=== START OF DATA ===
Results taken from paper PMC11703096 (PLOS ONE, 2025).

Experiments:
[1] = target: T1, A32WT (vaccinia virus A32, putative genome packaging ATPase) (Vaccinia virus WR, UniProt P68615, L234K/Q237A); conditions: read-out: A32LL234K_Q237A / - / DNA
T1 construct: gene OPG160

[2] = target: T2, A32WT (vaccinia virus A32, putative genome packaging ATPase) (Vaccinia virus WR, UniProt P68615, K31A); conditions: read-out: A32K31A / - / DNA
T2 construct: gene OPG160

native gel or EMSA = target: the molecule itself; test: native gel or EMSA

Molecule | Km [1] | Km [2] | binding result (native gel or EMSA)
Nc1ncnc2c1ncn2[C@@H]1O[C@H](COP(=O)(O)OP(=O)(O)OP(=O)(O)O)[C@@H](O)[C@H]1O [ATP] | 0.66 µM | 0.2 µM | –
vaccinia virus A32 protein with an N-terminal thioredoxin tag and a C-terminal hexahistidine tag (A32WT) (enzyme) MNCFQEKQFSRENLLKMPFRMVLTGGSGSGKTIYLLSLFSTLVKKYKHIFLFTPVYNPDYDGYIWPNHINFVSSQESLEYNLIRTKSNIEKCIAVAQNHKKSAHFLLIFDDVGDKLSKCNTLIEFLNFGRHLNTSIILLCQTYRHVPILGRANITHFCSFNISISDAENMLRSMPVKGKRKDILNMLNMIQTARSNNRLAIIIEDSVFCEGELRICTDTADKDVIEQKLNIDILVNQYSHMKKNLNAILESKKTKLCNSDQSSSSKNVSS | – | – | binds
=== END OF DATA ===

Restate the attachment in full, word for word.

Results taken from paper PMC11703096 (PLOS ONE, 2025).

Experiments:
[1] = target: T1, A32WT (vaccinia virus A32, putative genome packaging ATPase) (Vaccinia virus WR, UniProt P68615, L234K/Q237A); conditions: read-out: A32LL234K_Q237A / - / DNA
T1 construct: gene OPG160

[2] = target: T2, A32WT (vaccinia virus A32, putative genome packaging ATPase) (Vaccinia virus WR, UniProt P68615, K31A); conditions: read-out: A32K31A / - / DNA
T2 construct: gene OPG160

native gel or EMSA = target: the molecule itself; test: native gel or EMSA

Molecule | Km [1] | Km [2] | binding result (native gel or EMSA)
Nc1ncnc2c1ncn2[C@@H]1O[C@H](COP(=O)(O)OP(=O)(O)OP(=O)(O)O)[C@@H](O)[C@H]1O [ATP] | 0.66 µM | 0.2 µM | –
vaccinia virus A32 protein with an N-terminal thioredoxin tag and a C-terminal hexahistidine tag (A32WT) (enzyme) MNCFQEKQFSRENLLKMPFRMVLTGGSGSGKTIYLLSLFSTLVKKYKHIFLFTPVYNPDYDGYIWPNHINFVSSQESLEYNLIRTKSNIEKCIAVAQNHKKSAHFLLIFDDVGDKLSKCNTLIEFLNFGRHLNTSIILLCQTYRHVPILGRANITHFCSFNISISDAENMLRSMPVKGKRKDILNMLNMIQTARSNNRLAIIIEDSVFCEGELRICTDTADKDVIEQKLNIDILVNQYSHMKKNLNAILESKKTKLCNSDQSSSSKNVSS | – | – | binds